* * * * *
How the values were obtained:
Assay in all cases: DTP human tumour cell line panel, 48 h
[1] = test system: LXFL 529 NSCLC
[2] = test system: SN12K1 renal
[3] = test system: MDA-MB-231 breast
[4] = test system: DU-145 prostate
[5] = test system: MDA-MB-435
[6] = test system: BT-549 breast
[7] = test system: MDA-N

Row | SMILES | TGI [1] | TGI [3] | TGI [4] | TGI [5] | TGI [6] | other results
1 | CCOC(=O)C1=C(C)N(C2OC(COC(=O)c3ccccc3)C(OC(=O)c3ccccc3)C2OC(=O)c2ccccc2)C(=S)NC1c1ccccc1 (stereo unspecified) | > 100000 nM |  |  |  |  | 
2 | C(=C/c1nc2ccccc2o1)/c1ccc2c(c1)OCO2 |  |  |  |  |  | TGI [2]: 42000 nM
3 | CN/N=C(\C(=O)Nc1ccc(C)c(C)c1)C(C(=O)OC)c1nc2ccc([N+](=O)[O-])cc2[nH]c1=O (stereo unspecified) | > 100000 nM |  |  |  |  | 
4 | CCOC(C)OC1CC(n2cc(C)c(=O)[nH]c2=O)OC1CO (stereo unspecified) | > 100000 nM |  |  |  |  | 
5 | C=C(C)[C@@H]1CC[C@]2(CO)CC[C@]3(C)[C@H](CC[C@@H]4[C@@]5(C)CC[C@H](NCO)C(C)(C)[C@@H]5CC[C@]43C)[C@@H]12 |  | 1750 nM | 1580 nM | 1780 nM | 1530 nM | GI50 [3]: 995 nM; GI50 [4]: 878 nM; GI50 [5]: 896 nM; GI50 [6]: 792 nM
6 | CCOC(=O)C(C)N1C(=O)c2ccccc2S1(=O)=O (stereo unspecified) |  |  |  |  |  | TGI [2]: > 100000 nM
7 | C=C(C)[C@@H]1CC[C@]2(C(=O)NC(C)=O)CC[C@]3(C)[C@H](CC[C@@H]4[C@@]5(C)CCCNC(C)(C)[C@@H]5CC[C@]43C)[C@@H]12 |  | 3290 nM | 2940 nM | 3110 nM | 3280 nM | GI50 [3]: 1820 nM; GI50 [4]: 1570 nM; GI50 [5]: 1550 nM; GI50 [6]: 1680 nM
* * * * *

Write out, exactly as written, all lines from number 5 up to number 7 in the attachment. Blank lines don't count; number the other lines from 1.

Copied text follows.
[3] = test system: MDA-MB-231 breast
[4] = test system: DU-145 prostate
[5] = test system: MDA-MB-435